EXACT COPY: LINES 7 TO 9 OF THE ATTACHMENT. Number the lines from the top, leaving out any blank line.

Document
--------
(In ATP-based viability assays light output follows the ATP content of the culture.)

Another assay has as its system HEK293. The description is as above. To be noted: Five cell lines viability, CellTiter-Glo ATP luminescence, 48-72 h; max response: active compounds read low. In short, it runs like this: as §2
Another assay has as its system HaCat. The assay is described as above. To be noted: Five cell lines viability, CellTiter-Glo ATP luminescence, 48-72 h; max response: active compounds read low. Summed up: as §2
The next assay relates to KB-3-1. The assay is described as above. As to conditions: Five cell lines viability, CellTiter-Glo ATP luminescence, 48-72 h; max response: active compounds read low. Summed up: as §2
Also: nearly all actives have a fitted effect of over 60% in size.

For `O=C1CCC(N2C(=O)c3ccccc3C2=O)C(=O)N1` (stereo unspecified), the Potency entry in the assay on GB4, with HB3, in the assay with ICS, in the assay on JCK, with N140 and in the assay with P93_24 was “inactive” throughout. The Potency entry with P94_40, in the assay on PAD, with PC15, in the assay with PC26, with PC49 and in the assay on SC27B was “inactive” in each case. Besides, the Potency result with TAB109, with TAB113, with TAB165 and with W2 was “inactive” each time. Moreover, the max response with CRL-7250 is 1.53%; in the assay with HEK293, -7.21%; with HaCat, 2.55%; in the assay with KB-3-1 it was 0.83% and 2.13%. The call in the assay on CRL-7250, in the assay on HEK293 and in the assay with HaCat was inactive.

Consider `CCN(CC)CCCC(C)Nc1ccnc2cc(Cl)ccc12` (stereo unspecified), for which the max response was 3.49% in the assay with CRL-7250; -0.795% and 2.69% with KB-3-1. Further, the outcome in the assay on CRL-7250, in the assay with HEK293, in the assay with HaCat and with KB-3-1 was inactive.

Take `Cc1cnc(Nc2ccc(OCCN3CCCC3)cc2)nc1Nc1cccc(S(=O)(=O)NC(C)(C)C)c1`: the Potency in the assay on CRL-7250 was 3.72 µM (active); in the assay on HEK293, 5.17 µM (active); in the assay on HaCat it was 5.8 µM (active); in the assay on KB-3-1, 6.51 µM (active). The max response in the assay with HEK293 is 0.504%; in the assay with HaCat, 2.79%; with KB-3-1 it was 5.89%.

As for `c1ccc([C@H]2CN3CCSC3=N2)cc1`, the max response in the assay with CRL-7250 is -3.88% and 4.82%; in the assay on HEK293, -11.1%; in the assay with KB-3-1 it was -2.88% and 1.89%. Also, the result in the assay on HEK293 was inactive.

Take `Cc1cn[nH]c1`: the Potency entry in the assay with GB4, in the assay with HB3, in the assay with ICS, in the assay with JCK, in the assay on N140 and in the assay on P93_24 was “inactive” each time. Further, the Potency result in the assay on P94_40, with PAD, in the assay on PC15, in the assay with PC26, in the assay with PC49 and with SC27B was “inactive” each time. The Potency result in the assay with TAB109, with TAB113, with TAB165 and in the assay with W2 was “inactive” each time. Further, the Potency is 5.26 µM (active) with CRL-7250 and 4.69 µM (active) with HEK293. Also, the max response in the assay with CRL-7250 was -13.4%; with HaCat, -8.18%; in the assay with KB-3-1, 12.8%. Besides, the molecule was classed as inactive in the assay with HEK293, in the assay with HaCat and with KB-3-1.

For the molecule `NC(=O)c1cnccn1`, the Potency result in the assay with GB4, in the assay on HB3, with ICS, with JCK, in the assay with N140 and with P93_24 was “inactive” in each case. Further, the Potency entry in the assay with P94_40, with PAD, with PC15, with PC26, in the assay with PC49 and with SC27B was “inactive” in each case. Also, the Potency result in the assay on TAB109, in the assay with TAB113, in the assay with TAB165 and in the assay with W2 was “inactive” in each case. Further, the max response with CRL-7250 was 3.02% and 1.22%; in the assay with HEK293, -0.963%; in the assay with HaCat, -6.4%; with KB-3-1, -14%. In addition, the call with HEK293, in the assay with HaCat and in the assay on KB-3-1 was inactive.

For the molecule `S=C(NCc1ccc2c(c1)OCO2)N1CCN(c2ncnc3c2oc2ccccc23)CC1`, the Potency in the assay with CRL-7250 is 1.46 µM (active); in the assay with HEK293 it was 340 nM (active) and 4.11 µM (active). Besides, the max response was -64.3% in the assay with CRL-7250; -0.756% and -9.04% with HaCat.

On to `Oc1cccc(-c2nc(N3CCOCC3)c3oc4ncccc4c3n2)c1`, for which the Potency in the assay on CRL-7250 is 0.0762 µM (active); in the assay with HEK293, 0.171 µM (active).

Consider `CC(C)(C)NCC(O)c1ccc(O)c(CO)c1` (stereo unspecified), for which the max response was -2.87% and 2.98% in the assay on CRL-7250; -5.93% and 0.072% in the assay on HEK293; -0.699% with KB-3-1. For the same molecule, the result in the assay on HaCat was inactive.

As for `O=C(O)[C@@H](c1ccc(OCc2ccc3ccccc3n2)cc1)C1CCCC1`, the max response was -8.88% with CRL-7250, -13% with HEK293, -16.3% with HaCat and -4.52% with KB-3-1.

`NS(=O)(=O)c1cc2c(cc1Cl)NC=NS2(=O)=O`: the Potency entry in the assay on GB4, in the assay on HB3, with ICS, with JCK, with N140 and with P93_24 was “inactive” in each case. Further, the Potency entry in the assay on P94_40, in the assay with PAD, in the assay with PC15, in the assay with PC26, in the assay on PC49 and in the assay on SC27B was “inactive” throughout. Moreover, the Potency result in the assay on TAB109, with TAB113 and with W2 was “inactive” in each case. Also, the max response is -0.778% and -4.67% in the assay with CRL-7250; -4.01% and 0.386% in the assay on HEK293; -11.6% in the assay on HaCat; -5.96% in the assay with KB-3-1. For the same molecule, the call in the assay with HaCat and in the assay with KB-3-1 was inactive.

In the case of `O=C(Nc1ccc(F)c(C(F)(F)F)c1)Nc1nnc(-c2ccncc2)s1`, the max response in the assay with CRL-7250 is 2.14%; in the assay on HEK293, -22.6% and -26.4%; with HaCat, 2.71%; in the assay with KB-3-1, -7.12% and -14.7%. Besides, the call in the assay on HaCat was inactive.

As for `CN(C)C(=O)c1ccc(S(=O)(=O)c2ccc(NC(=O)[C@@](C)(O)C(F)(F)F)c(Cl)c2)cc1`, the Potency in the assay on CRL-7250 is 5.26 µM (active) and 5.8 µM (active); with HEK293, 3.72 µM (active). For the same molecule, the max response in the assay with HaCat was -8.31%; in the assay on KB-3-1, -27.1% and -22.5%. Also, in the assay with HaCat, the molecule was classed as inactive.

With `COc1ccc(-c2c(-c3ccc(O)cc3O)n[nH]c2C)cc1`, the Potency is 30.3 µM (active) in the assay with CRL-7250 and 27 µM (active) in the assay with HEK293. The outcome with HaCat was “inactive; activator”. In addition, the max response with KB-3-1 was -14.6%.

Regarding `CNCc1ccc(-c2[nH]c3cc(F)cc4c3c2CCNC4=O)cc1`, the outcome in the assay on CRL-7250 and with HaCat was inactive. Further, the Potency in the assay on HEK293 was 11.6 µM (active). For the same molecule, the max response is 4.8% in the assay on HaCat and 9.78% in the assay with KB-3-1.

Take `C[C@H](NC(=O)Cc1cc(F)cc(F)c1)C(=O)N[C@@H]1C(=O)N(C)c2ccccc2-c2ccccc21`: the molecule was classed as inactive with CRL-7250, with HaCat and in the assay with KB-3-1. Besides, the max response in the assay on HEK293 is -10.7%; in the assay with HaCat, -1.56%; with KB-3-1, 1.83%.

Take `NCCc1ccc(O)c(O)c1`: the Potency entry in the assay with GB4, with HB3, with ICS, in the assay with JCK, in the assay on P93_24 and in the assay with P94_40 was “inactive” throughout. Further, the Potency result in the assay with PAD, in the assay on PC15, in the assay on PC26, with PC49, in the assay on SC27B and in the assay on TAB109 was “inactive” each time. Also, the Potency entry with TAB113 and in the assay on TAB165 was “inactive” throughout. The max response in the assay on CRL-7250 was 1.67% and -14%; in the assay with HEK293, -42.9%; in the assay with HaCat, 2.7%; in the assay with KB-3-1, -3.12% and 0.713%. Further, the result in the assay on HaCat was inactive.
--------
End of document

Consider `CCN(CC)CCCC(C)Nc1ccnc2cc(Cl)ccc12` (stereo unspecified), for which the max response was 3.49% in the assay with CRL-7250; -0.795% and 2.69% with KB-3-1. Further, the outcome in the assay on CRL-7250, in the assay with HEK293, in the assay with HaCat and with KB-3-1 was inactive.

Take `Cc1cnc(Nc2ccc(OCCN3CCCC3)cc2)nc1Nc1cccc(S(=O)(=O)NC(C)(C)C)c1`: the Potency in the assay on CRL-7250 was 3.72 µM (active); in the assay on HEK293, 5.17 µM (active); in the assay on HaCat it was 5.8 µM (active); in the assay on KB-3-1, 6.51 µM (active). The max response in the assay with HEK293 is 0.504%; in the assay with HaCat, 2.79%; with KB-3-1 it was 5.89%.

As for `c1ccc([C@H]2CN3CCSC3=N2)cc1`, the max response in the assay with CRL-7250 is -3.88% and 4.82%; in the assay on HEK293, -11.1%; in the assay with KB-3-1 it was -2.88% and 1.89%. Also, the result in the assay on HEK293 was inactive.